Proptech SpaceOS Raises $2.5 Million in Record Round

  • SpaceOS is a company offering a complete mobile solution for workplaces, integrating Facility Management with Tenant Experience.
  • The company raised $2.5 million in investment, $2 million of which came from the Austrian commercial real estate giant Immofinanz. The remaining $500,000 was added by existing investor BeyondBuild.
  • Connected workplace solutions are expected to swell in importance as safety becomes a key concern of staff returning to physical offices. 

Alarm clock, commute, greeting the co-workers, first coffee. A normal day at the office. But after the COVID-19 pandemic, there is no coming back to the old normal. Once the dust has settled, we may see a totally transformed model of the workplace, and one of the companies driving the change is SpaceOS.

SpaceOS is led by three professionals: Marley Fabisiewicz, the founder and CEO, is a serial entrepreneur with a background in media and tech. Danish Abdullah, a graduate of the startup studio Rocket Internet, joins as CTO. Formerly as CEO, now the Chief Revenue Officer, Maciej Markowski has almost 10 years of experience in real estate management, formerly working for such companies as Cushman & Wakefield and CBRE

The company offers a system that allows for complete management of the workplace, both regular office space and flexible arrangements – an “operating system” for the workplace. This comprises support management, meeting room & desk booking, access control, air quality monitoring, parking management, lease management, and community programming with news, events, and communication, as well as access to local services like food delivery and mobility via a mobile app.

The COVID-19 pandemic presents an unlikely opportunity for the company, as the app reduces the risk for employees by enabling touchless payments and identity control, managing seating, and monitoring air quality. COVID-19 has made even the most conservative landlords realise that communication and making things contactless are not nice to haves. Helping manage the return of occupiers to their offices is absolutely key, Maciej Markowski, the CRO, told ITKeyMedia. I would say that the tenant experience revolution was already going strong in 2019, but C-19 definitely poured a lot of fuel onto the fire. We see more and more landlords offering short-term leasing, creating flex space offerings and that too is an area where we offer a one-stop-shop solution.

Maciej Markowski

There is such a tricky dynamic at the moment for landlords all around the world: how do you deal with tenants who may or may not want to return to the office? As such, landlords are doing their best to make that transition, post-COVID, as easy as possible. That means Tenant Experience apps, especially those that monitor people counting and movement tracking, are in serious demand, James Dearsley said in a conversation with ITKey Media. James is the co-founder of Unissu, a platform that connects various players on the proptech market and offers them data and insight.

Despite that new demand, not all companies found themselves ready for the radical shakeup of the property market. Proptech companies during COVID have fallen into three distinct categories, continues James. One is startups who were just getting going and proving themselves, but needed funding – they have struggled and often gone out of business. Some have been lucky and were well-positioned but there were not many. Scaleups and more established firms either have found product-market fit which has been reinforced in this COVID market or have had to take on a significant pivot to stay relevant. Finally, there are the newcomers, the opportunists who have got going during the COVID pandemic to answer calls for newly created problems for the industry that simply weren’t apparent in October 2019.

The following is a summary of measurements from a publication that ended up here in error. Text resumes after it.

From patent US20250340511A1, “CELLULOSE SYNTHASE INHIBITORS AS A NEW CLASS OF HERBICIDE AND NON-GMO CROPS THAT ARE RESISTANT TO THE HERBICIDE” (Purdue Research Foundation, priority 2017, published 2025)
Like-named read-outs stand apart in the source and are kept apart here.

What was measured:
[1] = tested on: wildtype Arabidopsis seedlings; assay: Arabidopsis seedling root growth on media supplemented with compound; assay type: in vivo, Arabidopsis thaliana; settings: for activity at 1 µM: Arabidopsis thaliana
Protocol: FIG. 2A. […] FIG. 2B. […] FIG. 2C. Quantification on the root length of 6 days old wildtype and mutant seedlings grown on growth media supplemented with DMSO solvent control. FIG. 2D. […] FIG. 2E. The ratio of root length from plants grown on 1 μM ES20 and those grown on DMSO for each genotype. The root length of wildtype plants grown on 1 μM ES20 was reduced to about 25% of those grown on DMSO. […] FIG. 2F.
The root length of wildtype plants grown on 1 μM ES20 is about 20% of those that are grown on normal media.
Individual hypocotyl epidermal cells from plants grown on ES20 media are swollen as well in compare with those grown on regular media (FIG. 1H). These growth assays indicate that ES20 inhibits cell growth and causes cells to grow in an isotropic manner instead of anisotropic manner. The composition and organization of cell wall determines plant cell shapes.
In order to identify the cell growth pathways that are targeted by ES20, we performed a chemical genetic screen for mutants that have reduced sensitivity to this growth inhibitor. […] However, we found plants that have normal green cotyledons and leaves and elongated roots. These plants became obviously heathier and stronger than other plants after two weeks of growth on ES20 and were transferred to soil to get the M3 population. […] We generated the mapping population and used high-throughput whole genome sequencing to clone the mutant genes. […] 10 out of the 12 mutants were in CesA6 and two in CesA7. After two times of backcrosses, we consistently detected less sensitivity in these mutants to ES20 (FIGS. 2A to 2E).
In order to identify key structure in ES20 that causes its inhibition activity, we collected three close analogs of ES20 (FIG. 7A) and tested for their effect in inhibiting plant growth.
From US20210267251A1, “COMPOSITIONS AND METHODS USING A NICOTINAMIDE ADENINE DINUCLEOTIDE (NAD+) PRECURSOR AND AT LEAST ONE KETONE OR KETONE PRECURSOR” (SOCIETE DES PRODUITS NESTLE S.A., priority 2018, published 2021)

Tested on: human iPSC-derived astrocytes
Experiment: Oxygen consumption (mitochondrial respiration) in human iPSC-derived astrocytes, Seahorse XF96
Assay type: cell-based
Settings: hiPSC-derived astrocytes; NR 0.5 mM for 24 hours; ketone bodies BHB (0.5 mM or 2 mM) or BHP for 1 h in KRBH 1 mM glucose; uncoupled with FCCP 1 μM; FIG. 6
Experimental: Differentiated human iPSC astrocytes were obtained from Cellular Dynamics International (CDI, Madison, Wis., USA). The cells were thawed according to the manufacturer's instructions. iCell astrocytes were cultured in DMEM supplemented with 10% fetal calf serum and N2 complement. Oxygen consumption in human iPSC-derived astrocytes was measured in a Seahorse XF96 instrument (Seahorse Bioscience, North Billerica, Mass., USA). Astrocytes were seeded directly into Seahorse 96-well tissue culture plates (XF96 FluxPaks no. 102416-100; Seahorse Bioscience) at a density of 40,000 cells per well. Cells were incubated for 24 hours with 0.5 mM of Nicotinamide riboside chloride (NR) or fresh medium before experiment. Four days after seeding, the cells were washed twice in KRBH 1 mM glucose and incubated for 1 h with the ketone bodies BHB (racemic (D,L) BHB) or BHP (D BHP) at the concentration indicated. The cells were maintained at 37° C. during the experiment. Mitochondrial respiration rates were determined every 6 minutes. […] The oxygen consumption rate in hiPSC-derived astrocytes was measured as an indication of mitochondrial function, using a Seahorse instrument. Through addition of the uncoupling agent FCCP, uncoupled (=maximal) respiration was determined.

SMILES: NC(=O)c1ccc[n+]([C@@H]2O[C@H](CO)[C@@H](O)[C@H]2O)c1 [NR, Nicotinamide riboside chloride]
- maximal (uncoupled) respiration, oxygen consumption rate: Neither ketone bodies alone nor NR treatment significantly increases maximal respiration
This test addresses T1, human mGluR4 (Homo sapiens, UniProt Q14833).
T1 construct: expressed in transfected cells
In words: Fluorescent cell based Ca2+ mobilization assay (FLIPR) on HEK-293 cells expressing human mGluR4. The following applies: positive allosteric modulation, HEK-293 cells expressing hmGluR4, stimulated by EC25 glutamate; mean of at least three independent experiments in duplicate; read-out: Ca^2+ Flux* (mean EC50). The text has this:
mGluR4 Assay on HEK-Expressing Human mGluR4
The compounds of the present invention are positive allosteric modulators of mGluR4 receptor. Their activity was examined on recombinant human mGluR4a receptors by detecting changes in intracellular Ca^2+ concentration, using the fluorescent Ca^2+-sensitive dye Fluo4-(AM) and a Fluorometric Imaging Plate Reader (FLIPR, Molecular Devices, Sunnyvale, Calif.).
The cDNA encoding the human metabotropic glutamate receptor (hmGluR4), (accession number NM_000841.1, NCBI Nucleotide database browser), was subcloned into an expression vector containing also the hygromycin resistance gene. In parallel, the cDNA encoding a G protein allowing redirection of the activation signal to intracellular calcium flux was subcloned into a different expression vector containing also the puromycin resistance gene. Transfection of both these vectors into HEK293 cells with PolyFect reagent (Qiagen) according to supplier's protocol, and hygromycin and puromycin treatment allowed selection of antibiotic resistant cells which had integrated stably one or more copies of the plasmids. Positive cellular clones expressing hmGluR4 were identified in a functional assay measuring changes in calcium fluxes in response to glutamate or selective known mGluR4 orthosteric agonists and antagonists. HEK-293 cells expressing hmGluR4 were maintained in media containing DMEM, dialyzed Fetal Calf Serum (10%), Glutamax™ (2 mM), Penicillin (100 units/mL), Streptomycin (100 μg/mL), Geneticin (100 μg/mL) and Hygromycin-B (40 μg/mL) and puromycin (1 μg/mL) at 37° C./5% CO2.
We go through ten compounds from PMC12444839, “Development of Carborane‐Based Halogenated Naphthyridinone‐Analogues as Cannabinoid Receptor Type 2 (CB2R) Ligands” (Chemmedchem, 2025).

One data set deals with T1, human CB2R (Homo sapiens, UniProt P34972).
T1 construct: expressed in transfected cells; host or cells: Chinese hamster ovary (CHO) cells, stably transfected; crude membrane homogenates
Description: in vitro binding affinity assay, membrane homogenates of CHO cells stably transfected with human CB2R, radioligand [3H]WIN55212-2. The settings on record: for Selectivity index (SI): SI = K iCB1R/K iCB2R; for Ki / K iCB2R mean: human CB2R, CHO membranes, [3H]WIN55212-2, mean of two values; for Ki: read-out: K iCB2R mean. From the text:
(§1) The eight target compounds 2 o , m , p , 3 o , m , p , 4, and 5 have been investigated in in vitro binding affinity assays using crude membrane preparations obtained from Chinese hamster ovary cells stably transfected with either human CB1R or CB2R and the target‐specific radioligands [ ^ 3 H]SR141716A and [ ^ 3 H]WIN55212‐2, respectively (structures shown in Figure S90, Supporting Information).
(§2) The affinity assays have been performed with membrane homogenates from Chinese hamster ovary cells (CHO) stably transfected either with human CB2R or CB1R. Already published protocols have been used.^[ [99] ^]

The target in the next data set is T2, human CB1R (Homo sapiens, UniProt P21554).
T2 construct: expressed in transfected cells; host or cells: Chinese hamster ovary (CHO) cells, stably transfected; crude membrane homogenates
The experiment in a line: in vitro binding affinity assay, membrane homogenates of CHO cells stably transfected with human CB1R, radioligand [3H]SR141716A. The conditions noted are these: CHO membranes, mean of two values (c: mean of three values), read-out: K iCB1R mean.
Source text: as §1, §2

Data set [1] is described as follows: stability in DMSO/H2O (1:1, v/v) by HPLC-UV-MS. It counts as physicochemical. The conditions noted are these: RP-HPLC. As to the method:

The tenant experience revolution, then, has been gaining traction. Even before the pandemic, the expected returns and margins in the office real estate field have been shrinking and getting serious about the office as a service has been considered as the answer to that. According to a pre-COVID report from consulting firm PwC, 90% of the interviewees (high-level executives from the European real estate industry) agreed or strongly agreed that in the future achieving target returns will require more engagement in the operational aspects of real estate. 

The market opportunity is therefore huge, and SpaceOS has little competition of its scope and scale. I believe that solutions like ours can be found in less than 2% of office buildings globally, says Maciej. I think the landlords will need to expand the service level in their buildings – using technology like spaceOS, but also becoming more of a B2B2C business. WeWork, Knotel, and other large flex space providers have lifted the expectations of all occupiers – the workspace is no longer just a concrete cube one receives from the landlord, it should include a good tech stack and a proper set of services. Offices need to support better collaboration, focused work, and knowledge exchange. 

The investment from Immofinanz, an Austrian real estate giant, might be strategically significant for SpaceOS. There is always a tricky argument when proptech firms look at investment, says James. Do they go the VC route and look for higher valuations, with more capital but no network, or do they look strategically at industry investment? Generally, funding from real estate companies means smaller investments at lower valuations but a significant upside around network potential. 

SpaceOS have always been well placed with great leadership in Marley and great tech. That covers two of the key elements of the mantra between great startup businesses; Team, Tech and Traction. The test for SpaceOS will be the traction element, as it is for many. That will be key for the next stage. 


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